Engine issue puts Evans’ Rally Portugal at risk

Elfyn Evans was forced to stop on the penultimate stage with an overheating engine and his result now hangs in the balance


Elfyn Evans has suffered a late drama on Rally Portugal, as oil temperatures skyrocketing aboard his Toyota GR Yaris Rally1 has put his rally at risk.

Around two-thirds of the way through the Cabeceiras de Basto test Evans pulled over and switched his car into electric-only mode, then cruised to the finish line.

Evans, who is running sixth overall, struggled to reach the time control after the flying finish, with co-driver Scott Martin getting out to push at one point as Evans tried and failed to fire his engine up again.

In all Evans lost over a minute with his engine temperature drama – but the bigger concern is the points he’d already banked from Saturday.

Toyota’s main challenger for the drivers’ championship has six points in the bank after reaching the end of Saturday in sixth place – but if he fails to finish the rally, he will lose these points. Other drivers would move up a place in the Saturday points classification as a consequence.

After tinkering under the hood of his GR Yaris Rally1 just beyond the finish line for several minutes, Evans got underway again and is began transiting to the pre-powerstage regroup.

Evans wasn’t the only driver to suffer drama on the twisty Cabeceiras de Basto test. Grégoire Munster’s rally appears to be over after spinning and getting beached on the edge of the road, being caught out by a rut on the inside of a left-hander.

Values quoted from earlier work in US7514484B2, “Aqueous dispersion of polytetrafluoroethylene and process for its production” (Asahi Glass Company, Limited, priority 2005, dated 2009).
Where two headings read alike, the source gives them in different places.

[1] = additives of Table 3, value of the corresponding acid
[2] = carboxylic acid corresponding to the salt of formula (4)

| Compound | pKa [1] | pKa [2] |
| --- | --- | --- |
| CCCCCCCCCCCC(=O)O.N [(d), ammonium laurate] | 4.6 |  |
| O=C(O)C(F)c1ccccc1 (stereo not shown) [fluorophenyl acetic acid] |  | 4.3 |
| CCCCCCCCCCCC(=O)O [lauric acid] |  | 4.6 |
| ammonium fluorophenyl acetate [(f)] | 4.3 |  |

Sébastien Ogier has a 10.1s lead over Ott Tänak with only the Fafe powerstage remaining. Tänak won both the first pass of Fafe and Cabeceiras de Basto test to cut the deficit on Sunday morning. Thanks to his stage-winning efforts, Tänak also currently leads the Sunday classification by 1.8s from Ogier.


Grégoire Munster's rally also appears to be over after he beached his Puma on the penultimate stage

A very slow start to the day for Dani Sordo has allowed Adrien Fourmaux to take fourth place, a position he also holds in the Sunday standings behind Thierry Neuville.

Thick fog that rapidly changed location permeated the first two stages of the day, which had put Sordo off his game somewhat: “It was very foggy and I was really bad with all,” he said after Sunday morning’s first stage. “The car was understeering a lot, too soft. It was difficult to drive like this.”

Takamoto Katsuta returned under super rally after retiring on Saturday with suspension damage, as did Toyota team-mate Kalle Rovanperä with his roll into the trees a day earlier.

Road sweeping duties led Rovanperä to give up chasing day points, confessing he’d gone slow on Fafe specifically to save his tires for a run at the powerstage.

Katsuta is fifth in the Sunday standings despite his hybrid unit not working but cannot help Toyota in the manufacturers’ championship – he was not nominated for points in Portugal.

An epic battle for WRC2 victory – discounting the non-points-scoring Nikolay Gryazin – between Motorsport Ireland’s Josh McErlean and Teo Martín Motorsport driver Jan Solans took several turns.

Jan Solans

Jans Solans is currently fighting with Josh McErlean for top WRC2 points

Solans looked to be at a disadvantage, carrying only two brand new soft tires compared to McErlean’s four for the final day. McErlean took advantage, carving 8.1s out of Solans across Sunday’s first two stages to take a 0.1s lead.

Having lost the lead Solans was spurred on and demolished the WRC2 field on Cabeceiras de Basto’s second pass, beating McErlean by 6.5s to recapture the top spot.

Lauri Joona is now set for third in WRC2 among the points-registered drivers, as Yohan Rossel copped a second one-minute penalty in the space of 12 hours.

On Saturday evening it had been a penalty for the crew’s belts and headrests not being done up properly when driving off from a wheel change mid-stage. On Sunday morning it was a timing error, as Rossel and Arnaud Dunand left parc ferme one minute too early.